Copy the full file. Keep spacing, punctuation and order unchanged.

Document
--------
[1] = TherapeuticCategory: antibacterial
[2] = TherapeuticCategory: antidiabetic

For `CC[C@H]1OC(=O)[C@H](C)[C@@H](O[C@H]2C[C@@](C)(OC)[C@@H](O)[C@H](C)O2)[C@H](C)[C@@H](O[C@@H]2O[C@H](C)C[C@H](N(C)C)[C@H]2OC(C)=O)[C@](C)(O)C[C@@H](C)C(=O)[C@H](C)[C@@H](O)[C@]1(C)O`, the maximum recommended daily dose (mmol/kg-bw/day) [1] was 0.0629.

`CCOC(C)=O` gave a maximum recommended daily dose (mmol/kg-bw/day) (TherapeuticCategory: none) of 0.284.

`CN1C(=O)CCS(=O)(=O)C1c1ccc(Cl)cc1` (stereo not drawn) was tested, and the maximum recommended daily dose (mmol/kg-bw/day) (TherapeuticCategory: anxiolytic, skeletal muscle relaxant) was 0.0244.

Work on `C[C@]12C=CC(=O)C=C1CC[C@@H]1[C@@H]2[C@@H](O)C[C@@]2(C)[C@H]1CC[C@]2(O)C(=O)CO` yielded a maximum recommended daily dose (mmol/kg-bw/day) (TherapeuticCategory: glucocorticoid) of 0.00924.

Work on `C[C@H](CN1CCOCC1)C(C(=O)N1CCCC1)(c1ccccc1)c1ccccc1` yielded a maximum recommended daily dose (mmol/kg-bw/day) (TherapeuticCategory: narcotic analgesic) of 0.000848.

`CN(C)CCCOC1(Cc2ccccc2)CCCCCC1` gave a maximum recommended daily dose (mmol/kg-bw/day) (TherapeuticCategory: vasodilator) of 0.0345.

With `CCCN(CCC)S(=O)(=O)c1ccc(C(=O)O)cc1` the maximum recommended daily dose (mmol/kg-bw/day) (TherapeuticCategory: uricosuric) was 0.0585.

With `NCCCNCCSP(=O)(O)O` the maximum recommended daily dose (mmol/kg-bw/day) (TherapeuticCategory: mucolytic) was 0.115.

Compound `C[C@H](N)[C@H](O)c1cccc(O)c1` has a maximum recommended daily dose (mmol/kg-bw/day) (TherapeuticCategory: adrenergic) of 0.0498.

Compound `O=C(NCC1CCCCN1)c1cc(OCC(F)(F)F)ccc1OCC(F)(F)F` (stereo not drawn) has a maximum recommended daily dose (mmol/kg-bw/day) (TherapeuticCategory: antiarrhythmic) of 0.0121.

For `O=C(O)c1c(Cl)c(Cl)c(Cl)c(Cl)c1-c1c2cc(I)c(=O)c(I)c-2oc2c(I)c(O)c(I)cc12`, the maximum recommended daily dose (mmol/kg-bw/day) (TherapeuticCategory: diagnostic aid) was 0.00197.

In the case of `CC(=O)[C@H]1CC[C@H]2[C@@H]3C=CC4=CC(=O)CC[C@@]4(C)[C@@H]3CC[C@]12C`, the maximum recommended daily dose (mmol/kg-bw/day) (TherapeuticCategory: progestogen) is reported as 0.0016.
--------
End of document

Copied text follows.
[1] = TherapeuticCategory: antibacterial
[2] = TherapeuticCategory: antidiabetic

For `CC[C@H]1OC(=O)[C@H](C)[C@@H](O[C@H]2C[C@@](C)(OC)[C@@H](O)[C@H](C)O2)[C@H](C)[C@@H](O[C@@H]2O[C@H](C)C[C@H](N(C)C)[C@H]2OC(C)=O)[C@](C)(O)C[C@@H](C)C(=O)[C@H](C)[C@@H](O)[C@]1(C)O`, the maximum recommended daily dose (mmol/kg-bw/day) [1] was 0.0629.

`CCOC(C)=O` gave a maximum recommended daily dose (mmol/kg-bw/day) (TherapeuticCategory: none) of 0.284.

`CN1C(=O)CCS(=O)(=O)C1c1ccc(Cl)cc1` (stereo not drawn) was tested, and the maximum recommended daily dose (mmol/kg-bw/day) (TherapeuticCategory: anxiolytic, skeletal muscle relaxant) was 0.0244.

Work on `C[C@]12C=CC(=O)C=C1CC[C@@H]1[C@@H]2[C@@H](O)C[C@@]2(C)[C@H]1CC[C@]2(O)C(=O)CO` yielded a maximum recommended daily dose (mmol/kg-bw/day) (TherapeuticCategory: glucocorticoid) of 0.00924.

Work on `C[C@H](CN1CCOCC1)C(C(=O)N1CCCC1)(c1ccccc1)c1ccccc1` yielded a maximum recommended daily dose (mmol/kg-bw/day) (TherapeuticCategory: narcotic analgesic) of 0.000848.

`CN(C)CCCOC1(Cc2ccccc2)CCCCCC1` gave a maximum recommended daily dose (mmol/kg-bw/day) (TherapeuticCategory: vasodilator) of 0.0345.

With `CCCN(CCC)S(=O)(=O)c1ccc(C(=O)O)cc1` the maximum recommended daily dose (mmol/kg-bw/day) (TherapeuticCategory: uricosuric) was 0.0585.

With `NCCCNCCSP(=O)(O)O` the maximum recommended daily dose (mmol/kg-bw/day) (TherapeuticCategory: mucolytic) was 0.115.

Compound `C[C@H](N)[C@H](O)c1cccc(O)c1` has a maximum recommended daily dose (mmol/kg-bw/day) (TherapeuticCategory: adrenergic) of 0.0498.

Compound `O=C(NCC1CCCCN1)c1cc(OCC(F)(F)F)ccc1OCC(F)(F)F` (stereo not drawn) has a maximum recommended daily dose (mmol/kg-bw/day) (TherapeuticCategory: antiarrhythmic) of 0.0121.

For `O=C(O)c1c(Cl)c(Cl)c(Cl)c(Cl)c1-c1c2cc(I)c(=O)c(I)c-2oc2c(I)c(O)c(I)cc12`, the maximum recommended daily dose (mmol/kg-bw/day) (TherapeuticCategory: diagnostic aid) was 0.00197.

In the case of `CC(=O)[C@H]1CC[C@H]2[C@@H]3C=CC4=CC(=O)CC[C@@]4(C)[C@@H]3CC[C@]12C`, the maximum recommended daily dose (mmol/kg-bw/day) (TherapeuticCategory: progestogen) is reported as 0.0016.